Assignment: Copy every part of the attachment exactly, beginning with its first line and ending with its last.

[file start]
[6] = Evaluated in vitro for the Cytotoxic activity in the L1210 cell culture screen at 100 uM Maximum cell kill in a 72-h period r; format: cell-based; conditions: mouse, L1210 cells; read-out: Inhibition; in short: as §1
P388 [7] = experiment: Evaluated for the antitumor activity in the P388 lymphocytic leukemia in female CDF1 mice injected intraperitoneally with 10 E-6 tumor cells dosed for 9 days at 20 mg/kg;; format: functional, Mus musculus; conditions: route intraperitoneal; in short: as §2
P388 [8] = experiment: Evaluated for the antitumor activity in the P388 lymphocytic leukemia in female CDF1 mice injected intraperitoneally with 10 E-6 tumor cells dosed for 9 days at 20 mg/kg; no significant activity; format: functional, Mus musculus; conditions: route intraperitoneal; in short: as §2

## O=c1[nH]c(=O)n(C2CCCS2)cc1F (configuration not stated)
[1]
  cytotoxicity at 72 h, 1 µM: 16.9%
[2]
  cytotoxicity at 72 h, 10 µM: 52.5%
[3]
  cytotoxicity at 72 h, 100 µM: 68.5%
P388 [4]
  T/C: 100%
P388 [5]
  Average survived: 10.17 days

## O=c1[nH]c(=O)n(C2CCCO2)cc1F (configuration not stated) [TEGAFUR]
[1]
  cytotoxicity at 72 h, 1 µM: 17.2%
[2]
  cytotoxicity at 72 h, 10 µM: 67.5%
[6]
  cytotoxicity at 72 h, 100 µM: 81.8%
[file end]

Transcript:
[6] = Evaluated in vitro for the Cytotoxic activity in the L1210 cell culture screen at 100 uM Maximum cell kill in a 72-h period r; format: cell-based; conditions: mouse, L1210 cells; read-out: Inhibition; in short: as §1
P388 [7] = experiment: Evaluated for the antitumor activity in the P388 lymphocytic leukemia in female CDF1 mice injected intraperitoneally with 10 E-6 tumor cells dosed for 9 days at 20 mg/kg;; format: functional, Mus musculus; conditions: route intraperitoneal; in short: as §2
P388 [8] = experiment: Evaluated for the antitumor activity in the P388 lymphocytic leukemia in female CDF1 mice injected intraperitoneally with 10 E-6 tumor cells dosed for 9 days at 20 mg/kg; no significant activity; format: functional, Mus musculus; conditions: route intraperitoneal; in short: as §2

## O=c1[nH]c(=O)n(C2CCCS2)cc1F (configuration not stated)
[1]
  cytotoxicity at 72 h, 1 µM: 16.9%
[2]
  cytotoxicity at 72 h, 10 µM: 52.5%
[3]
  cytotoxicity at 72 h, 100 µM: 68.5%
P388 [4]
  T/C: 100%
P388 [5]
  Average survived: 10.17 days

## O=c1[nH]c(=O)n(C2CCCO2)cc1F (configuration not stated) [TEGAFUR]
[1]
  cytotoxicity at 72 h, 1 µM: 17.2%
[2]
  cytotoxicity at 72 h, 10 µM: 67.5%
[6]
  cytotoxicity at 72 h, 100 µM: 81.8%